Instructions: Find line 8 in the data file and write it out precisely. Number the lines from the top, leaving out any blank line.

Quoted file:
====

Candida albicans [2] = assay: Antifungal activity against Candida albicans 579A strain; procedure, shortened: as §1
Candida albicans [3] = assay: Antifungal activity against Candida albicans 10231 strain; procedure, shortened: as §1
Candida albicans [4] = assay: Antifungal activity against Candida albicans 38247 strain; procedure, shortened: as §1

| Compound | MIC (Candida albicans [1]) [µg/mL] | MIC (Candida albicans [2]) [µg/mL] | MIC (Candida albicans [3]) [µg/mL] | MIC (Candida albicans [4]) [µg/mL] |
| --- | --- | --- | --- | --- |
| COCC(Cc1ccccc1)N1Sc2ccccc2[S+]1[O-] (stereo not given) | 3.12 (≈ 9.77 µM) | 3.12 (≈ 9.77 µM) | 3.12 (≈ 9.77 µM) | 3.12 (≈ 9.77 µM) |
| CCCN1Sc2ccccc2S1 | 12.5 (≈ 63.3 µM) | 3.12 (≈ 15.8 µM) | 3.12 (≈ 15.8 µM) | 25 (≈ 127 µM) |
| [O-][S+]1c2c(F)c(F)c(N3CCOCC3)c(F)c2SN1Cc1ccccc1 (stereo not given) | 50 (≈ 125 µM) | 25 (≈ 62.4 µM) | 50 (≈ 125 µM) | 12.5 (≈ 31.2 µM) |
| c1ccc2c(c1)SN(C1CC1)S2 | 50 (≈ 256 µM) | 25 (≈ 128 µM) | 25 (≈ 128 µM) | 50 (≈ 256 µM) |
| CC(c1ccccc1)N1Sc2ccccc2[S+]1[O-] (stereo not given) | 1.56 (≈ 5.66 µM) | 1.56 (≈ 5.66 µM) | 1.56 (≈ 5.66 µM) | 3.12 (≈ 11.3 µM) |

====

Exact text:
| [O-][S+]1c2c(F)c(F)c(N3CCOCC3)c(F)c2SN1Cc1ccccc1 (stereo not given) | 50 (≈ 125 µM) | 25 (≈ 62.4 µM) | 50 (≈ 125 µM) | 12.5 (≈ 31.2 µM) |